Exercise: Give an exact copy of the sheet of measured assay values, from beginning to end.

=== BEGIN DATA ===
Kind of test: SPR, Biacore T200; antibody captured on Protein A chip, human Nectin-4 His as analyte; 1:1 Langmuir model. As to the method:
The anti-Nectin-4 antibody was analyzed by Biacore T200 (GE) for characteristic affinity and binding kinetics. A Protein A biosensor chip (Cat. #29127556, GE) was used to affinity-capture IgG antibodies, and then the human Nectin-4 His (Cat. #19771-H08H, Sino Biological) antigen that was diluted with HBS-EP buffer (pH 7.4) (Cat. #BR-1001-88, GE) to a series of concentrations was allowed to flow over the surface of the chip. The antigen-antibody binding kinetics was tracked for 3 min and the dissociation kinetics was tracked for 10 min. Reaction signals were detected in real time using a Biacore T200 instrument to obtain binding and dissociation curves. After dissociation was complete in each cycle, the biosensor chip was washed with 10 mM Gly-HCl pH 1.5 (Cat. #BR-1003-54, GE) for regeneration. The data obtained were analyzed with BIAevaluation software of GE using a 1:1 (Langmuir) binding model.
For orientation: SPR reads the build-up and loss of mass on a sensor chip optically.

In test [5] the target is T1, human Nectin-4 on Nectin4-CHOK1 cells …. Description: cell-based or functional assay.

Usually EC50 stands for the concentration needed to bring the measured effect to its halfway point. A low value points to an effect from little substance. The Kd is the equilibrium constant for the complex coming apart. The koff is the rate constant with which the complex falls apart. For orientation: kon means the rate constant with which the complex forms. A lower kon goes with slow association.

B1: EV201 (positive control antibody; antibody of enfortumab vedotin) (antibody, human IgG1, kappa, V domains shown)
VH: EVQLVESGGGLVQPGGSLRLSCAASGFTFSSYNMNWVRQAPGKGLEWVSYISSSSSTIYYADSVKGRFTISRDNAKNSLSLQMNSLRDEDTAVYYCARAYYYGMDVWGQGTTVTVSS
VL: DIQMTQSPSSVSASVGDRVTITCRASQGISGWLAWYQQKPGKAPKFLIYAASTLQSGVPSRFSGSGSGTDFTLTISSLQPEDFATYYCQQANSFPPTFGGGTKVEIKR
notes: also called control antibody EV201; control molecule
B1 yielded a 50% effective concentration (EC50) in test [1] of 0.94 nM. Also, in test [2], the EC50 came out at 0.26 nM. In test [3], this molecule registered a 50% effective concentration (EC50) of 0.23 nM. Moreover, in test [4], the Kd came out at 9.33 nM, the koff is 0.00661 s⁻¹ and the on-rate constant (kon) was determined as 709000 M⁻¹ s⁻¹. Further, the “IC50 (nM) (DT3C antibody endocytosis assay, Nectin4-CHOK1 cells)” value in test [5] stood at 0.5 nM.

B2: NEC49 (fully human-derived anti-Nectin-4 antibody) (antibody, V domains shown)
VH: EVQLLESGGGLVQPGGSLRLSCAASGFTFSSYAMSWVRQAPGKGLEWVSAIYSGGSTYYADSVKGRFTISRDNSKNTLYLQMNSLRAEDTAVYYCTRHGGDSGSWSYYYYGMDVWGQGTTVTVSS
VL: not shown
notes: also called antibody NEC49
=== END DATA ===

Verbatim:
Kind of test: SPR, Biacore T200; antibody captured on Protein A chip, human Nectin-4 His as analyte; 1:1 Langmuir model. As to the method:
The anti-Nectin-4 antibody was analyzed by Biacore T200 (GE) for characteristic affinity and binding kinetics. A Protein A biosensor chip (Cat. #29127556, GE) was used to affinity-capture IgG antibodies, and then the human Nectin-4 His (Cat. #19771-H08H, Sino Biological) antigen that was diluted with HBS-EP buffer (pH 7.4) (Cat. #BR-1001-88, GE) to a series of concentrations was allowed to flow over the surface of the chip. The antigen-antibody binding kinetics was tracked for 3 min and the dissociation kinetics was tracked for 10 min. Reaction signals were detected in real time using a Biacore T200 instrument to obtain binding and dissociation curves. After dissociation was complete in each cycle, the biosensor chip was washed with 10 mM Gly-HCl pH 1.5 (Cat. #BR-1003-54, GE) for regeneration. The data obtained were analyzed with BIAevaluation software of GE using a 1:1 (Langmuir) binding model.
For orientation: SPR reads the build-up and loss of mass on a sensor chip optically.

In test [5] the target is T1, human Nectin-4 on Nectin4-CHOK1 cells …. Description: cell-based or functional assay.

Usually EC50 stands for the concentration needed to bring the measured effect to its halfway point. A low value points to an effect from little substance. The Kd is the equilibrium constant for the complex coming apart. The koff is the rate constant with which the complex falls apart. For orientation: kon means the rate constant with which the complex forms. A lower kon goes with slow association.

B1: EV201 (positive control antibody; antibody of enfortumab vedotin) (antibody, human IgG1, kappa, V domains shown)
VH: EVQLVESGGGLVQPGGSLRLSCAASGFTFSSYNMNWVRQAPGKGLEWVSYISSSSSTIYYADSVKGRFTISRDNAKNSLSLQMNSLRDEDTAVYYCARAYYYGMDVWGQGTTVTVSS
VL: DIQMTQSPSSVSASVGDRVTITCRASQGISGWLAWYQQKPGKAPKFLIYAASTLQSGVPSRFSGSGSGTDFTLTISSLQPEDFATYYCQQANSFPPTFGGGTKVEIKR
notes: also called control antibody EV201; control molecule
B1 yielded a 50% effective concentration (EC50) in test [1] of 0.94 nM. Also, in test [2], the EC50 came out at 0.26 nM. In test [3], this molecule registered a 50% effective concentration (EC50) of 0.23 nM. Moreover, in test [4], the Kd came out at 9.33 nM, the koff is 0.00661 s⁻¹ and the on-rate constant (kon) was determined as 709000 M⁻¹ s⁻¹. Further, the “IC50 (nM) (DT3C antibody endocytosis assay, Nectin4-CHOK1 cells)” value in test [5] stood at 0.5 nM.

B2: NEC49 (fully human-derived anti-Nectin-4 antibody) (antibody, V domains shown)
VH: EVQLLESGGGLVQPGGSLRLSCAASGFTFSSYAMSWVRQAPGKGLEWVSAIYSGGSTYYADSVKGRFTISRDNSKNTLYLQMNSLRAEDTAVYYCTRHGGDSGSWSYYYYGMDVWGQGTTVTVSS
VL: not shown
notes: also called antibody NEC49